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From Gary Gregory <>
Subject Re: [CSV] Accessing a subset of the available headers (Was: Re: [CSV] Headers and the first record)
Date Wed, 31 Jul 2013 15:03:21 GMT
On Wed, Jul 31, 2013 at 10:42 AM, Benedikt Ritter <>wrote:

> <snip>
> >> A use case I have now is a CSV file with a lot of columns (~90) but I
> only
> >> care about a small subset of the columns (~10). I'd like to be able to
> say
> >> withHeader(Set) where the Set may be a subset of the actual column names
> in
> >> the header line. This is different from withHeader(String[]) because the
> >> names in the Set must match the names in the header record.
> > >
> > > What you are talking about sounds more like a view or a projection of
> the
> > > actual content being parsed.
> > > Do we really need this for 1.0 or can it be postponed?
> >
> > This is a real scenario and a real need, not some imaginary complication
> ;)
> >
> > Even if it is not implemented for 1.0, we should talk about how it
> > should be done such that it fits in and does not cause API problems
> > later. And if I can get it done by then, then that much the better.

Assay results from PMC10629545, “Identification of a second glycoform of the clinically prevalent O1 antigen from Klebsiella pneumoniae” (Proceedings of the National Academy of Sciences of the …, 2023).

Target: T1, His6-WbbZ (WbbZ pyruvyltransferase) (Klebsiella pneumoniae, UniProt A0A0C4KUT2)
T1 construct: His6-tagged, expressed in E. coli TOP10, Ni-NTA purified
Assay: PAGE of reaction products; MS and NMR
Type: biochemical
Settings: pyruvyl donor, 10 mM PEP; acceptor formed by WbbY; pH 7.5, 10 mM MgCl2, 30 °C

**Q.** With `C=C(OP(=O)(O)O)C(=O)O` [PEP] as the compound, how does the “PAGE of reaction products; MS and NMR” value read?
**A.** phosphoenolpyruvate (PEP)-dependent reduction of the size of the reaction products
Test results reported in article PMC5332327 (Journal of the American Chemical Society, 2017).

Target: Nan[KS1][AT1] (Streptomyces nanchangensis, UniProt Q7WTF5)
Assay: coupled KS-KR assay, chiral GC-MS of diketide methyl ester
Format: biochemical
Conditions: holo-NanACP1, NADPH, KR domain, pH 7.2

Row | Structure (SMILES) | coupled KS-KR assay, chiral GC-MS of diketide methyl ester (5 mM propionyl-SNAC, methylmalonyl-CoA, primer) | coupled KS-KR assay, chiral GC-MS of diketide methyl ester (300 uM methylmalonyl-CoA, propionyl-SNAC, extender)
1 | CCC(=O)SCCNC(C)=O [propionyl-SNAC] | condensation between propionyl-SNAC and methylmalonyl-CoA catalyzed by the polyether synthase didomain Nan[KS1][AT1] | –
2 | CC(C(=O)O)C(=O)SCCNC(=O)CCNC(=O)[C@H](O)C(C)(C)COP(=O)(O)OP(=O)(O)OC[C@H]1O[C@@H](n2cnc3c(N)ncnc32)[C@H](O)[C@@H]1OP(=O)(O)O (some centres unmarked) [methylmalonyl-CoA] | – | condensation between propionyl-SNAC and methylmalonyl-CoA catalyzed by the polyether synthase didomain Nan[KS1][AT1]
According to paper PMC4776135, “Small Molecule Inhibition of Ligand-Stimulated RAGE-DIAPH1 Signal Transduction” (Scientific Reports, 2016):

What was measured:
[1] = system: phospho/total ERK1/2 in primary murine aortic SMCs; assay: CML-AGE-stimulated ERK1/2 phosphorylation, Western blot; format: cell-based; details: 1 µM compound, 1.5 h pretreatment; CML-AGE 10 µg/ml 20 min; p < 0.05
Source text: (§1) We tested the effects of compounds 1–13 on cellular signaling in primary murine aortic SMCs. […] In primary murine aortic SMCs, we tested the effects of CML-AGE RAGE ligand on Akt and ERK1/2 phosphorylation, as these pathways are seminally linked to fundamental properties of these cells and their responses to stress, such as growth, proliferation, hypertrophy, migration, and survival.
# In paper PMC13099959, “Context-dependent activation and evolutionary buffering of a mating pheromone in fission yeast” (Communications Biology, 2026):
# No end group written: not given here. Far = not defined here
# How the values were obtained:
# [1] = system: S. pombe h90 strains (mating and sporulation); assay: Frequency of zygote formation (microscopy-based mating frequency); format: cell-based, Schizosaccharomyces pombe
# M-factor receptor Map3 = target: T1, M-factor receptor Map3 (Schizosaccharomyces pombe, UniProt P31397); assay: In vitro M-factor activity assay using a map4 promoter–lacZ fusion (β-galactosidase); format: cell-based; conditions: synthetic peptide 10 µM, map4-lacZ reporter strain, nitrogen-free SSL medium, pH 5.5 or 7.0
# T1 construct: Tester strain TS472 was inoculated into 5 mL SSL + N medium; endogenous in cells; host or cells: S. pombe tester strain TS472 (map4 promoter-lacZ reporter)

> >
> Okay, then let's discuss this on a new thread :-)
> As I've said, I think we should not push to much into
> withHeaders(String...). Maybe this is some sort of view, where you can pass
> a parser and the headers you are interested in and it will return an
> Iterable<CSVRecord> (or CSVParser) that just gives access to the specified
> headers you are interessted in?
> Would it be possible to give a code example of what you have to do with to
> current API in your use case and what you want?

I am switching to withHeader() with no arg (same as a new String[]{}) and
let the parser guess the headers and then pray that the names match between
the app and the files. Which is just as unsafe as forcing the headers in
fixed order on the parser because the column order might have changed.
Ideally, the column order should not matter, which it does not when you do
a record.get(String), which is nice.

Calling withHeader() with no args is less brittle than calling it with 90
args. The benefit is that the column order in the file can change without
affecting the app, which is good. I could use a little more bullet-proofing
by making the column names optionally case-insensitive, but that's a
different feature.

Ideally, I want to define the column names in the app as a simple Java
enum, then use an enum as a record key. That does not work for column names
that have spaces in them as mine do, so it's back to classic static final
Strings as keys. I could create a fancier custom enum but it's not worth it
for now.


> Benedikt
> --

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